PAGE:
COMMENTARY: When it comes to immigrants, what part of ‘legal’ does Trump not understand?


Never mind the undocumented. Donald Trump has a terribly complicated relationship with legal immigrants.

I’m not talking about the fact that he keeps marrying them, or that his in-laws — legal immigrants Viktor and Amalija Knavs — were sponsored for U.S. citizenship by their daughter, first lady Melania Trump.

And to think, Trump wants to end this kind of “chain migration” and replace it with a merit system that values education and skills. He may be on to something.

What’s complicated is that, to borrow a phrase, Trump was in favor of legal immigration before he was against it. And boy, now he is really against it. In fact, he seems determined to punish anyone who dares come to the United States — even if they come legally.

You’ve seen how hideously the Trump administration treats would-be refugees from Central America who play by the rules by walking up to the U.S.-Mexico border and turning themselves in to U.S. authorities. Some had their children snatched from them before being deported back home, and some of these kids remain in U.S. detention facilities.

Remember when Republicans were the party of family values?

Now the Trump administration is picking on legal immigrants who are already living in the United States, the vast majority of whom work and pay taxes. According to NBC News, the administration is hatching a proposal that would make it harder for these folks to become U.S. citizens or get green cards if at some point they relied on any sort of public-welfare program.

This scheme would reportedly represent the biggest change in how the United States handles legal immigration in several decades, and it seems to be part of the master plan devised by White House senior adviser Stephen Miller to reduce legal immigration.

What an insane idea. This country has a lot of problems, but legal immigration is not on the list. We tell people to play by the rules, then we change the rules?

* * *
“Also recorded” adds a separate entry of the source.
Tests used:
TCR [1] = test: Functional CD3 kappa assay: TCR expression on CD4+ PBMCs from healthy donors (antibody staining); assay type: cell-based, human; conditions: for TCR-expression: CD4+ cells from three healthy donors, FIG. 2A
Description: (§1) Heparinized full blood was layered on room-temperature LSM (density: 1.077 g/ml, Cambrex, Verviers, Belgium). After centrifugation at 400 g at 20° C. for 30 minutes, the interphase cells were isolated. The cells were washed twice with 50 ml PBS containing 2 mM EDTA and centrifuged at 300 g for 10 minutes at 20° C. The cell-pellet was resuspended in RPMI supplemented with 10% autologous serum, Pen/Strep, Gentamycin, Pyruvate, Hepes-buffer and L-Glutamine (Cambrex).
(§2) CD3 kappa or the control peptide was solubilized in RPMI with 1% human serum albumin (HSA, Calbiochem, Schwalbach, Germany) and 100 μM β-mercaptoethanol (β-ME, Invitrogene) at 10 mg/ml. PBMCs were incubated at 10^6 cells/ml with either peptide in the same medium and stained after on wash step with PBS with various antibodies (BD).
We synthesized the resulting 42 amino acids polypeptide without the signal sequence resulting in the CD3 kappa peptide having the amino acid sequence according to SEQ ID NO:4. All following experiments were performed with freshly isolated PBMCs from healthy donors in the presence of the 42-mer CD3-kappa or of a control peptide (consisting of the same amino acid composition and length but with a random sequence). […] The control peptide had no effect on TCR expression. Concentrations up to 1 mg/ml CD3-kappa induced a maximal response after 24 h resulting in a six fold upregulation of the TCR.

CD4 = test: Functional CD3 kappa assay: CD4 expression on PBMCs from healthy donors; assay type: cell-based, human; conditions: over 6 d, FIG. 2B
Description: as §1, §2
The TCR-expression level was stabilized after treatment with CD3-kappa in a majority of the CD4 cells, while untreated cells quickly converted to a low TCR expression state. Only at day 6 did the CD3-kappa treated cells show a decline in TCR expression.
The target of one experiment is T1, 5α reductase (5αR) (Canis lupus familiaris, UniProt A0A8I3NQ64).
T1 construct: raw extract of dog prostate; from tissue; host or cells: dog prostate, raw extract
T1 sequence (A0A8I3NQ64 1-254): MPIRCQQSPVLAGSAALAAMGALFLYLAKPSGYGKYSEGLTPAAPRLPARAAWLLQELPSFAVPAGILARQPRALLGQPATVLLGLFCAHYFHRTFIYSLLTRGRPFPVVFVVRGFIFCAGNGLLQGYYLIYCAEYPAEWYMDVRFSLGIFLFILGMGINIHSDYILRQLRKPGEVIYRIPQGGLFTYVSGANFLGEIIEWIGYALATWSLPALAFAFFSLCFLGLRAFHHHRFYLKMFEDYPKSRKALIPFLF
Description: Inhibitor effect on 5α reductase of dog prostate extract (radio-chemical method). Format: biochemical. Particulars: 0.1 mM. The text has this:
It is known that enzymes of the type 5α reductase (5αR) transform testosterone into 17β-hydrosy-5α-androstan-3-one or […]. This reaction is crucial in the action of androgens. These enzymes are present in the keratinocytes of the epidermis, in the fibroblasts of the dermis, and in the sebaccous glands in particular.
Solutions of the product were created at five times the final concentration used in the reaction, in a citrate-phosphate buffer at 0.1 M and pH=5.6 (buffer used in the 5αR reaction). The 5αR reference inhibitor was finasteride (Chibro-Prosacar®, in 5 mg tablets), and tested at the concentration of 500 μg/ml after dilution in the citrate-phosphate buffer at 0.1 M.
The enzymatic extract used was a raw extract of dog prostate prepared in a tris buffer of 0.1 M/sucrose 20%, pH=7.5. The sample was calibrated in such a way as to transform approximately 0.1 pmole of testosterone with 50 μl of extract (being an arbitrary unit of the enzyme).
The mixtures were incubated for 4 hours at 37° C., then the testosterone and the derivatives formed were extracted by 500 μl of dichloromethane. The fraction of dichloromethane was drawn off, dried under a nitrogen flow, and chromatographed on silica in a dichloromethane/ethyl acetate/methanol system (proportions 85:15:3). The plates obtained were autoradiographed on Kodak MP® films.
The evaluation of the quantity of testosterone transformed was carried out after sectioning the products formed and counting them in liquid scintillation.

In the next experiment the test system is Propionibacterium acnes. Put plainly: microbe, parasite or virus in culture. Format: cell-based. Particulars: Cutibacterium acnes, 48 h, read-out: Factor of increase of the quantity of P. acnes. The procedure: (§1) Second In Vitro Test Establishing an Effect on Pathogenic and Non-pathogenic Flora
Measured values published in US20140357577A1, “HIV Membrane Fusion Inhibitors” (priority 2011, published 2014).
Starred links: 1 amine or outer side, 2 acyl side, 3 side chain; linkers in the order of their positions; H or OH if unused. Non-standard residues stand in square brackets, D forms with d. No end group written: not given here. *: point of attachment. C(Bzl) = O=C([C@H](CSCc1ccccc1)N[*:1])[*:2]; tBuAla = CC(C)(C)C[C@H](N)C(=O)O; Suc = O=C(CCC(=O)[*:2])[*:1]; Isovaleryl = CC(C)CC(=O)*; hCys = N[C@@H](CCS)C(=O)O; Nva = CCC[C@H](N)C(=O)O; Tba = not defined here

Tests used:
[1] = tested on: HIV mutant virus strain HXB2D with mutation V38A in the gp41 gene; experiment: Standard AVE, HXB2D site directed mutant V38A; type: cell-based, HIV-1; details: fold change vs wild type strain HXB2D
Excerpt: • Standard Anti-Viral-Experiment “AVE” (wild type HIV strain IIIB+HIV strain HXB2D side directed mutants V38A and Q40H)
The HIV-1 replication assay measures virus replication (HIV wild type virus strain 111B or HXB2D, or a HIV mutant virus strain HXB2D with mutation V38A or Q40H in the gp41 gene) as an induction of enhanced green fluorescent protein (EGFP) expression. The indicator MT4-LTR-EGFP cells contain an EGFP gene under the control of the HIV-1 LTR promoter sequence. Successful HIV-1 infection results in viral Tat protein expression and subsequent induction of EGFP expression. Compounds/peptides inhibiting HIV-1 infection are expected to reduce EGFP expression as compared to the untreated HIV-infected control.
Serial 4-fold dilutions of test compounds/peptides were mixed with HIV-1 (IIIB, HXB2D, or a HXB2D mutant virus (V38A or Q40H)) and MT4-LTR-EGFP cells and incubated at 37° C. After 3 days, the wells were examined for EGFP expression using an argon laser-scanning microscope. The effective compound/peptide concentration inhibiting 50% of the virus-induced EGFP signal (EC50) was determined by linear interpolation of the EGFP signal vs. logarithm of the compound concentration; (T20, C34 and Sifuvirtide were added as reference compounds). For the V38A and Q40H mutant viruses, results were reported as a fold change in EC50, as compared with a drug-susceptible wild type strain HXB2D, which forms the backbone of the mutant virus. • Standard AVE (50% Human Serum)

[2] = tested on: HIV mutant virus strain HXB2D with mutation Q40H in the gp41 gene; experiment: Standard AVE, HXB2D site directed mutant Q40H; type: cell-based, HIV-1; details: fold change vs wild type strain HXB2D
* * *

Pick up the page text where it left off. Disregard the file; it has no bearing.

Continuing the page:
A recent Gallup poll asked respondents: “Do you think legal immigration is a good thing or a bad thing for this country today?”

Eighty-four percent said it was good; only 13 percent said it was bad.

Presumably, the 13 percent includes Laura Ingraham. The Fox News host recently suggested that the country was being ruined by “massive demographic changes” fueled by immigration — both illegal and legal. Later, under a hail of criticism, she offered a lame explanation that what she really cares about is securing the border, preserving the rule of law and ensuring that future immigration is merit-based.

Baloney. None of those GOP talking points has anything to do with “massive demographic changes.” So why did she use those code words? I think it’s because she really believes the country would be better off with fewer immigrants, no matter their legal status.

Nativists like Ingraham have a problem with poor, uneducated, low-skilled immigrants who come illegally from Mexico. But they also have a problem with middle-class, educated, highly skilled immigrants who come legally from India, China or Brazil. How long before people realize that nativists are the problem?

Meanwhile, Trump didn’t always have a beef with legal immigrants. He was once kinder and gentler toward them. While running for president, Trump promised a “big beautiful wall.” But he also said he wanted to put a “big, fat, beautiful open door” in that wall so that people could come legally.

In May 2017, The Economist interviewed Trump and asked him if he wanted to cut the number of legal immigrants who come to the United States.

“Oh legal, no, no, no. I want people to come into the country legally,” he said. “But I want people to come in on merit. I want to go to a merit-based system.”

The interviewer pointed out that, even under a merit system, the overall number of legal immigrants could be just as high as it is now. So, he asked Trump again if he wanted to reduce the number of legal immigrants.

“Oh yeah, no, no, no, no, we want people coming in legally. No, very strongly,” Trump said.

So much for that. Imagine the practical effect of Trump’s policies toward legal immigrants. The door keeps getting smaller, thinner, less beautiful and less open.

Ignore the spin. This isn’t about border security, or rule of law, or the merit system. By going after legal immigrants, Trump isn’t protecting America. He’s missing the whole point of America.

Ruben Navarrette Jr. is a columnist for the Washington Post Writers Group. His email is ruben@rubennavarrette. com. His daily podcast, “Navarrette Nation,” is available on apps.